Agency: Department of Defense | Branch: Army | Program: SBIR | Phase: Phase II | Award Amount: 1.00M | Year: 2016
Most combat casualty care systems are based on proprietary hardware and software, which make it difficult to achieve transparent wireless capabilities for monitoring, storage, and communications integration with both civilian and military networks. Moreover, tactical networks tend to be heterogeneous and dynamic. Under such unfriendly networking conditions, it is critical yet challenging to provide casualty care units the reliable and secure access to the latest medical information from any location on the battlefield. Furthermore, strong security requirements must be satisfied in the above medical data access. To address these issues, IAI is developing a Secure Wireless Architecture for Combat Casualty Care (SWAC3) system that can enable robust, secure and efficient sharing of medical data among medical units to improve combat casualty care. The focus of SWAC3 system is to develop a tactical medical data cloud that can provide the distributed medical data storage, data processing, and data presentation services with a web/mobile based user interface. In Phase I, we performed feasibility studies and preliminary system implementation, and demonstrated the feasibility of SWAC3 system. In Phase II, we will refine our design and further develop a fully functional prototype system.
Agency: Department of Homeland Security | Branch: | Program: SBIR | Phase: Phase II | Award Amount: 748.28K | Year: 2016
Today, many canine teams are dispatched in tactical operations that typically involve critical activities such as narcotics/explosives detection, suspect pursuit/apprehension, etc. A canine-mounted tracking and video/audio streaming capability is highly valuable in such cases as it can provide the canine handler and remote observers with precise and up-to-date situational awareness of ongoing events. The current price point of COTS products for such application is, however, still too high for every K9 unit in the country to afford them, and they do not yet fully satisfy typical canine team's needs. To overcome such technical challenges, IAI has previously proposed CAMEL (Canine Mounted Encompassing Locator), a low-cost, rugged, and allweather wireless video/audio and location streaming system to be carried by a canine during the operations for providing the canine handler and remote observers with real-time tactical situational awareness as well evidence recording capability. The key innovation in the proposed effort is CAMEL-2, the second generation of the CAMEL concept prototypes that is fully operational in relevant environments. The expected contribution of CAMEL-2 to the tactical canine industry is: 1) A robust canine positioning and tracking capability; 2) An effective situational awareness capability; and 3) A reliable evidence recording and archiving capability.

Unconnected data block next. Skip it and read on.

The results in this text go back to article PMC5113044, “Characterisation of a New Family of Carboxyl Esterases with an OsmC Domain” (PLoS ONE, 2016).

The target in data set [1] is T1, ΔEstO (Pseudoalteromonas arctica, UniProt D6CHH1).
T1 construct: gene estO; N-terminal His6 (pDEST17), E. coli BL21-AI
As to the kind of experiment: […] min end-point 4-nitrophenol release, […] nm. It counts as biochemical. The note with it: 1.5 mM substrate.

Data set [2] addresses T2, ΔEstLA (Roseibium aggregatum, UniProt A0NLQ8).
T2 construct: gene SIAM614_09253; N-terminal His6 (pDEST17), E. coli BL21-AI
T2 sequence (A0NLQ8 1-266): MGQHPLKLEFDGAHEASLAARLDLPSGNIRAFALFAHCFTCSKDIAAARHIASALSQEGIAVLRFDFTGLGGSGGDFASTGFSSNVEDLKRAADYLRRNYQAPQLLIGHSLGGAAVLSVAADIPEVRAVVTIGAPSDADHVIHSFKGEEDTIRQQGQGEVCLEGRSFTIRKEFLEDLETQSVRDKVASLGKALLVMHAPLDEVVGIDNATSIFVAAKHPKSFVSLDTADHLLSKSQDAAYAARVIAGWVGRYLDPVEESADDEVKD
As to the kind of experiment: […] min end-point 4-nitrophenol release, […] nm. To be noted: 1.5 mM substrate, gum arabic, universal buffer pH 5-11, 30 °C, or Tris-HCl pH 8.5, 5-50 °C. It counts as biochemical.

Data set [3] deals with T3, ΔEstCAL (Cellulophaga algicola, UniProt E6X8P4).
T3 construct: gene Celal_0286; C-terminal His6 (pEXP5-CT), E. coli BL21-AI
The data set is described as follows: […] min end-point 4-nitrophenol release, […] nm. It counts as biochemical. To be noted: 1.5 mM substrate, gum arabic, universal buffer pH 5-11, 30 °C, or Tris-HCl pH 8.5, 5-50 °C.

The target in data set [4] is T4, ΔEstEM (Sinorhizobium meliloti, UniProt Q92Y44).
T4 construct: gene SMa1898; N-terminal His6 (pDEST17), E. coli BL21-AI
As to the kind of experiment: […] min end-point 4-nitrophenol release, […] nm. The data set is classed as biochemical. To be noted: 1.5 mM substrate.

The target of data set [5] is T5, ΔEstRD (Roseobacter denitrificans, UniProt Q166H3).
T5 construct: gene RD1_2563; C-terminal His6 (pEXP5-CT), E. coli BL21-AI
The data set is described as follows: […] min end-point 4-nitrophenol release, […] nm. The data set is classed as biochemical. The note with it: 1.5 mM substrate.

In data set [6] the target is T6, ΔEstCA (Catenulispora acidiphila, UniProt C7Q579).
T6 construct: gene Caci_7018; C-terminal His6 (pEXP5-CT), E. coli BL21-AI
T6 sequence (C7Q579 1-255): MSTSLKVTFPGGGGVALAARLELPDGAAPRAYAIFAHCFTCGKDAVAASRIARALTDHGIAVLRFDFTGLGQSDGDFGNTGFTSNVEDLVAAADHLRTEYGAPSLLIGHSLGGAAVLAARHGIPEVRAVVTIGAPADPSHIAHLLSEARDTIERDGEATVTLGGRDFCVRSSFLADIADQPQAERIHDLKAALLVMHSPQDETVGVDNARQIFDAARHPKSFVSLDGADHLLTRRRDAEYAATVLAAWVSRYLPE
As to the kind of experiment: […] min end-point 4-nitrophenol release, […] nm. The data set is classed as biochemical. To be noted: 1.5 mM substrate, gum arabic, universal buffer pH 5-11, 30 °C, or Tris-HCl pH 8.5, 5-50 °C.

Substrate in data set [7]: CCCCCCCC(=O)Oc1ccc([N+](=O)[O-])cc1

Agency: Department of Defense | Branch: Navy | Program: SBIR | Phase: Phase II | Award Amount: 750.00K | Year: 2016
The Micro Identification Friend or Foe Transponder (MIFFT) proposed by IAI will be capable of receiving the interrogations as required (Mode 1, 2, 3/A, C, S, 4, 5 Level 2 Broadcast), providing the related replies, and managing the Automatic Dependent Surveillance- Broadcast (ADS-B) In (TIS-B and FIS-B messages) and ADS-B Out messages complying at a minimum with the Air Traffic Control Radar Beacon System Identification Friend or Foe (IFF) Mark XII System (AIMS) 03-1000B and Radio Technical Commission for Aeronautics (RTCA) DO-260B, within a volume of 3.5 in3. The proposed Phase II effort will carry forward the trade study, prototype results and concept design generated in Phase I, to develop a fully functional MIFFT prototype that can be compliance tested and integrated with Group-2 Unmanned Aerial Vehicles (UAVs) like the RQ-21A.
Agency: National Aeronautics and Space Administration | Branch: | Program: SBIR | Phase: Phase II | Award Amount: 750.00K | Year: 2016
Conventional SAR operates in the Stripmap mode. Wide unambiguous swath coverage and high azimuth resolution pose contradictory requirements on the design of SAR systems. A promising technique to overcome this limitation is Digital Beam-Forming (DBF) on receive where the receiving antenna is split into multiple sub-apertures. This provides the capability of forming multiple beams via post-processing. DBF techniques applied to SAR systems can increase receiving antenna gain without a reduction of the imaged area and suppress interference signals. A highly capable DBSAR instrument design would consist of wideband Transmitter-Receiver Module (TRM), precise multi-channel timing and synchronization and reconfigurable processing engine that can host the SAR processing, calibration and control routines. IAI?s proposed approach is modular, scalable and meets the NASA goals of developing an innovative analog/digital hardware design for the implementation of distributed DBSAR architectures.
Agency: Department of Defense | Branch: Missile Defense Agency | Program: SBIR | Phase: Phase II | Award Amount: 1.00M | Year: 2015
We propose to further design, develop and test a portable, multi-modal, reliable and sensitive non-destructive inspection (NDI) tool (NEWS-SIR) for in-process and post-production assessment of manufacturing defects in metallic and composite system components. It is able to scan over large scale structures with complex geometries and is much more sensitive to micro-damages than the most commonly used linear ultrasonic counterpart. This multi-modal non-destructive evaluation (NDE) approach enables a very high Probability of Detection (PoD) at high through-put, and allows fine characterization of small defects (microcracks, porosities, etc.) on or below structure surface. The final prototype sensor hardware/software will be effective and low cost. Approved for Public Release 15-MDA-8169 (20 March 15)